Tomorrowland is a movie about hope. Casey Newton (Britt Richardson) is a girl who knows how things work- she's bright and spend her time sabotaging the nearby dismantling of a Cape Canaveral launch facility, which will leave her dad unemployed. A mysterious girl observes her, and leaves a pin for her- a pin that will transport her to Tomorrowland, a futuristic utopia where the brightest work to make the world a better place. After she is arrested at the launch site, she uses the pin to visit Tomorrowland- and later meets Frank (George Clooney), a genius who went to Tomorrowland as a boy and was later banished. Together they will return to Tomorrowland, to find that much has changed- and to save the world, they will have to work together to set things right.
The biggest problem with this movie is- not enough Tomorrowland. It takes us a while to get there, but when we do- wow. Very cool. An awesome futuristic city, with flying cars and jet packs and all manner of awesomeness. There's a scene where CAsey is exploring the city and sees divers going through suspended water pools- going down through pool after pool, until they get to the bottom- that was neat. There is so much imaginative stuff in the few minutes we get to see the city with Casey- but after that we don't get nearly enough time there. More please! If you've ever been to Disney World and felt your pulse quicken as you approach Tomorrowland (or any of the other worlds for that matter)- that's how it feels here, the imaginative scope of it. That's what I came to see.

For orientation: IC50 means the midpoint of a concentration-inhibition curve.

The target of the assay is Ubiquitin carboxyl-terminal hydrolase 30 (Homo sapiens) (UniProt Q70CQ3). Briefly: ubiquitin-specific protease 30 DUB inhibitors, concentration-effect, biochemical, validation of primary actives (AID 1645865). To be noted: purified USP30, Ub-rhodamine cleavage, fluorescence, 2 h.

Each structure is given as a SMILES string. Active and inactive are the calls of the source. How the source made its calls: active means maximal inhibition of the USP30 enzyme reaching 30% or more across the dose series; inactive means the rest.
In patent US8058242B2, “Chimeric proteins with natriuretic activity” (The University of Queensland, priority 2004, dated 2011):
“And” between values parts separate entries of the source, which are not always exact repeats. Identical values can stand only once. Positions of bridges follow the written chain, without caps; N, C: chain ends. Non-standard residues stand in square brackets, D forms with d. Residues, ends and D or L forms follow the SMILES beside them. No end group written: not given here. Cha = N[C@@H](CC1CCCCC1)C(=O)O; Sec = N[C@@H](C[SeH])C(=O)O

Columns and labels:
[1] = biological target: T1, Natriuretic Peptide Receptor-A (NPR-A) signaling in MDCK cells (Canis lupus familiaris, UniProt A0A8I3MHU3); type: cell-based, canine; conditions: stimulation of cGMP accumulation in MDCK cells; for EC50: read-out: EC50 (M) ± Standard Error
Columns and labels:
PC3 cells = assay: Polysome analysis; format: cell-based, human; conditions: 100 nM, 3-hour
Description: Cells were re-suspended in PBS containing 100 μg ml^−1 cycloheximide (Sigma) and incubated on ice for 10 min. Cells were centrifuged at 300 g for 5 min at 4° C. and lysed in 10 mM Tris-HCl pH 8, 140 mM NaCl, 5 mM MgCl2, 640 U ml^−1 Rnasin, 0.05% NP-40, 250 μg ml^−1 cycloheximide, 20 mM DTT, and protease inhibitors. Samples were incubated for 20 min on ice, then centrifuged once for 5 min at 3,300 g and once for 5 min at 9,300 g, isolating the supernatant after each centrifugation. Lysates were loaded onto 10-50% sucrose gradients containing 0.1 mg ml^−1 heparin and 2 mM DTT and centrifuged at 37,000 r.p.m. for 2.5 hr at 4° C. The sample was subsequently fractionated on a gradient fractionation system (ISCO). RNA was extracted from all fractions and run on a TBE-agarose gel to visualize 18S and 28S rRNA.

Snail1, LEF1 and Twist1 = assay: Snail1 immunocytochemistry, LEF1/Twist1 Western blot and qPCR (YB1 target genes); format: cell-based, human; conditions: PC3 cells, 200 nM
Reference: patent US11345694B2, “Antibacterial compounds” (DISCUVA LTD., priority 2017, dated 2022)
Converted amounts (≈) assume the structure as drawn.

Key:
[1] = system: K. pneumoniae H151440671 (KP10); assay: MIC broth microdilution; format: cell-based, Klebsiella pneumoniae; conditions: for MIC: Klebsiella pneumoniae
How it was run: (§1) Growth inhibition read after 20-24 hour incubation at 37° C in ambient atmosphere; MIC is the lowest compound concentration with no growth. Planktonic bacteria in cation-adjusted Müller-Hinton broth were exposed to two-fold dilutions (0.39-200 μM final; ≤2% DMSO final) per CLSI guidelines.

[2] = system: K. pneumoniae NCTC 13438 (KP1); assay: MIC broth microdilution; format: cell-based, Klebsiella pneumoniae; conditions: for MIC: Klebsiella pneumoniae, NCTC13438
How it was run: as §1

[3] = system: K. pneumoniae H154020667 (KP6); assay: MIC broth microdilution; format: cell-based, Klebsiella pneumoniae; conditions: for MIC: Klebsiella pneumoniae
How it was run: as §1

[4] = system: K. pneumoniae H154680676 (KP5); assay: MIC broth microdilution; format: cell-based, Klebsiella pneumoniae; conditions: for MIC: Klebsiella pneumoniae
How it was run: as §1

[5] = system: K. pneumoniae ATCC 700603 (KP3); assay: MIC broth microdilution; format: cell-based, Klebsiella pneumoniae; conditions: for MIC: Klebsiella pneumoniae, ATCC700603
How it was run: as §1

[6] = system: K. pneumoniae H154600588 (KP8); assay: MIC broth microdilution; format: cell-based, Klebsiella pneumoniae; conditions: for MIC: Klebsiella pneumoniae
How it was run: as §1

The story itself almost seems secondary to the visuals. Brad Bird obviously wants is to think about the state of the world, to not just take as a given that everything is bad and has to be that way. It's a little heavy handed and preachy at times, as some reviews have pointed out- and with the reported budget of this thing being close to $200 million, one wonders if one could make the world a better place using that money to, i don't know, improve thing somewhere. Nevertheless, the best movie can inspire audiences, and there's something to be said for that.
I'm not saying Tomorrowland is a great movie. It's not- it's often average, clunky at times, and the villain is lame. I was expecting more from Brad Bird, director of The Incredibles, and George Clooney. There's not enough of Tomorrowland itself- but the end is nice, even awesome. As I said above, this is a movie about hope- about a better tomorrow, about the sense of wonder we all have as kids, and hopefully still have as adults. I loved the way it ended- just felt right. I'm not sure it's enough to run out and see this- but it is worth seeing, to remind us of hope. I personally want t ocome out of the theater feeling good- and that doesn't happen nearly enough nowadays. Walking out of this movie, I felt pretty good. Even inspired, perhaps. And shouldn't that be the point of Tomorrowland?